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Evidence-Based Programming for Older Adults

Opinion ARTICLE

Front. Public Health, 27 April 2015 | https://doi.org/10.3389/fpubh.2014.00287

A missing piece in the infrastructure to promote healthy aging programs: education and work force development

  • University of California at Los Angeles (UCLA) Center for Health Policy Research, The University of California at Los Angeles (UCLA) Fielding School of Public Health, Los Angeles, CA, USA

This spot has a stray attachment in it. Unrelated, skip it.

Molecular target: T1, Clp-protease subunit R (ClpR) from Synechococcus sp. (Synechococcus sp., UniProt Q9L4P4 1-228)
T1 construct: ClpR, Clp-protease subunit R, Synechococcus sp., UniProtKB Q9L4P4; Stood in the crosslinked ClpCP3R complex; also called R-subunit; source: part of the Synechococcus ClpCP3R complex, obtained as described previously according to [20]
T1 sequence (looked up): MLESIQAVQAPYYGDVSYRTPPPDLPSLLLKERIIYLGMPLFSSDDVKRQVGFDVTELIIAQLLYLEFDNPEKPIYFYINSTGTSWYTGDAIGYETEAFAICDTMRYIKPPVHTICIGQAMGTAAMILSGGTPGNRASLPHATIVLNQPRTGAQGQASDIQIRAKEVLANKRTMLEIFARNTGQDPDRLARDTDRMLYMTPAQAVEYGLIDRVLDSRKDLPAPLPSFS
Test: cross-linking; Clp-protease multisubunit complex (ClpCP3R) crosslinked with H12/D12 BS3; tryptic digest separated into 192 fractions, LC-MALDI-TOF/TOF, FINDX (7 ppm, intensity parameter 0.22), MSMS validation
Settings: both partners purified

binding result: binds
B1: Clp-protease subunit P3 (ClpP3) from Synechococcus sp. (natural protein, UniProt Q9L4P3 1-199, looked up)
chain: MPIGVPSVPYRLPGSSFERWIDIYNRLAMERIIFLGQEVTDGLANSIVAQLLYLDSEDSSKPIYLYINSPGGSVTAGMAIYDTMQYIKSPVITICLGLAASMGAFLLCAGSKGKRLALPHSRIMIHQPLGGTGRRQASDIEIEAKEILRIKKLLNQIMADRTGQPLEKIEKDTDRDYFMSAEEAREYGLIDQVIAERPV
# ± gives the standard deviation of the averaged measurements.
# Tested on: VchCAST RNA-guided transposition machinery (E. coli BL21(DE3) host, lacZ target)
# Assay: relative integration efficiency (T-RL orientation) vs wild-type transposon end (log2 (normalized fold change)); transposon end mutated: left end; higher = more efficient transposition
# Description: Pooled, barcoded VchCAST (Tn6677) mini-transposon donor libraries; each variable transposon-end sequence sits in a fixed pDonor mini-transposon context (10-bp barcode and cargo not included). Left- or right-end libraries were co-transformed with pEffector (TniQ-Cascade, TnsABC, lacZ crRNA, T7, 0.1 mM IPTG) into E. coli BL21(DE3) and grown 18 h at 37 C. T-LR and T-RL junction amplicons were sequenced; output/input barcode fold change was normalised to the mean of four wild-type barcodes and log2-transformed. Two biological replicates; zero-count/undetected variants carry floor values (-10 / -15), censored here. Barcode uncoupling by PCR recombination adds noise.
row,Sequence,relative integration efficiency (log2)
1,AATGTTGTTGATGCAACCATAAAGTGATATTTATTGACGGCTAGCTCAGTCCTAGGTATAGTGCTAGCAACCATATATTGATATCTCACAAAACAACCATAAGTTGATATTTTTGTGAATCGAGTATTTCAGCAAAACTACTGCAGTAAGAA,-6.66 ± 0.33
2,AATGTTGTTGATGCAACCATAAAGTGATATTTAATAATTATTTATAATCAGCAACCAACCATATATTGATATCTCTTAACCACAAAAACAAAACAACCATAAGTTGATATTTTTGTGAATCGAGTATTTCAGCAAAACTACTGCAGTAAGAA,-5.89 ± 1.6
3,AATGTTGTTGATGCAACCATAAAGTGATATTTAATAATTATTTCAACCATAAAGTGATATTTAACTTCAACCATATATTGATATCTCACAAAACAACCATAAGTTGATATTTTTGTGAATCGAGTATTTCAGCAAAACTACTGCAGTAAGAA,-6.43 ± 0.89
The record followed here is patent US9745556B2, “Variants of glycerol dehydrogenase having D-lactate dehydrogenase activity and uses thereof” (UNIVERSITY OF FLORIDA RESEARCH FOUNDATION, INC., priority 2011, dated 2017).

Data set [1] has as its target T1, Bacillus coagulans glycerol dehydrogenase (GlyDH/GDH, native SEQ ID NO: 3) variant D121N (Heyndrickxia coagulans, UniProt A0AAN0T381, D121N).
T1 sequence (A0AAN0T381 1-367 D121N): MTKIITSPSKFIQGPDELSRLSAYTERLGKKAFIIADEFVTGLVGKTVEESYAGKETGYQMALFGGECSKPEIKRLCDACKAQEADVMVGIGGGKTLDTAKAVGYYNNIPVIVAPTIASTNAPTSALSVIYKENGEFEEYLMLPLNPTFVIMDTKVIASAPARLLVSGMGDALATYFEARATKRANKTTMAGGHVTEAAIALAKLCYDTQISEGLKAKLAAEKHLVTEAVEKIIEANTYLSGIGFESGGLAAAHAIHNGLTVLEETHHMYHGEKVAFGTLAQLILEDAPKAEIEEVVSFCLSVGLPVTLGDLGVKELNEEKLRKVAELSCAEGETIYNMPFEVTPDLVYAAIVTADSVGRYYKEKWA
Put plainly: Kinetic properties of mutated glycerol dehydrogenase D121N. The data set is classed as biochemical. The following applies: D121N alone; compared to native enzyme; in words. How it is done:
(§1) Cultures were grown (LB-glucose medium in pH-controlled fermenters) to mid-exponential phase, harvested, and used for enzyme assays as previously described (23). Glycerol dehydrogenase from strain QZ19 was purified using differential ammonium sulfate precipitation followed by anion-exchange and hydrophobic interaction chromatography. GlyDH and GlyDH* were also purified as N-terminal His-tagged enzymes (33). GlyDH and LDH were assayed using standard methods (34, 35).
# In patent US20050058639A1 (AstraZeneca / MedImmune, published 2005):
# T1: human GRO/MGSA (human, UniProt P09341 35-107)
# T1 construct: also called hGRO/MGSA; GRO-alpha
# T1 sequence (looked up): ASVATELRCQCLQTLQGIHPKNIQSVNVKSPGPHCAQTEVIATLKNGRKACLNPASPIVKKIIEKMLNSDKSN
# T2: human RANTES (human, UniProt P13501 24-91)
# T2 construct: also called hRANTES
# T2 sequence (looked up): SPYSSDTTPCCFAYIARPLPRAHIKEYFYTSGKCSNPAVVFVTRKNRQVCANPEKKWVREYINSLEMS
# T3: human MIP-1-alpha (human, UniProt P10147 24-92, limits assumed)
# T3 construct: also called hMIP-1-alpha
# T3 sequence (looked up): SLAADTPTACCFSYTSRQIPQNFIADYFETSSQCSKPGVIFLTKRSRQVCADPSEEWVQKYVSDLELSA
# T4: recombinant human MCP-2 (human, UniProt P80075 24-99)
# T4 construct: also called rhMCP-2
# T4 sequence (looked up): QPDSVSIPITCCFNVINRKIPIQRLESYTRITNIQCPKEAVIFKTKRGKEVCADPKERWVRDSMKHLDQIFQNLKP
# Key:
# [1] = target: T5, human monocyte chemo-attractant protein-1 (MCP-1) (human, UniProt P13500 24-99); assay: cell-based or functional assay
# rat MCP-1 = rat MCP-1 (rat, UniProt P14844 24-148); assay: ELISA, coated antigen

There are compelling data available, both for the rapidly expanding older adult population, and for the value of evidence-based health promotion and disease management programs (EBHPs). The systems approach to transforming our aging services delivery system has been brilliant, but there is an important system missing – our educational system. Building the infrastructure to create embedded and accessible healthy aging programs must take into account workforce preparation. Most of the people currently working in the aging services delivery system are doing so without the benefit of any formal education or an organized course of study about older adults and aging services. For the state of California, 61% of aging services agencies reported zero current staff with formal gerontology education, defined as having had even one academic course in aging content (1). In a national study, less than half (46.6%) of responding Area Agencies on Aging (AAAs) had at least one staff with either a certificate or degree in gerontology and almost 27% have an Evidence-Based Program (EBP) Coordinator position (2, 3). There was no data reported on aging services workforce preparedness in program planning, implementation, and evaluation of EBHP, even for the EBP Coordinator positions.